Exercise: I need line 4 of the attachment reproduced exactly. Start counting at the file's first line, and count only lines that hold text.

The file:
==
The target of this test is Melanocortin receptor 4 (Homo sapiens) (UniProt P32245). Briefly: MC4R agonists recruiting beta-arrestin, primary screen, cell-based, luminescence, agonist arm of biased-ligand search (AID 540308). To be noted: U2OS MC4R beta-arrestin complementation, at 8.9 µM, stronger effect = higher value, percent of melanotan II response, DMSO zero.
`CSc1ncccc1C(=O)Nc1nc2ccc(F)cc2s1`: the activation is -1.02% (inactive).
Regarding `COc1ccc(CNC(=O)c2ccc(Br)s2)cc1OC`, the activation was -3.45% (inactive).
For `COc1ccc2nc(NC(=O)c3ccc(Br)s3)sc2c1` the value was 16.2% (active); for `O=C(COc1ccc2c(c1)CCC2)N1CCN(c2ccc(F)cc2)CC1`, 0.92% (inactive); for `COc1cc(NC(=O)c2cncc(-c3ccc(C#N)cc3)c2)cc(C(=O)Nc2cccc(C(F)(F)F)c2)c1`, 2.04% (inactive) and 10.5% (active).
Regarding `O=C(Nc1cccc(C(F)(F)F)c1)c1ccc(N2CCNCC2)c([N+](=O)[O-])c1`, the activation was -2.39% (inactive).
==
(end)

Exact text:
For `COc1ccc2nc(NC(=O)c3ccc(Br)s3)sc2c1` the value was 16.2% (active); for `O=C(COc1ccc2c(c1)CCC2)N1CCN(c2ccc(F)cc2)CC1`, 0.92% (inactive); for `COc1cc(NC(=O)c2cncc(-c3ccc(C#N)cc3)c2)cc(C(=O)Nc2cccc(C(F)(F)F)c2)c1`, 2.04% (inactive) and 10.5% (active).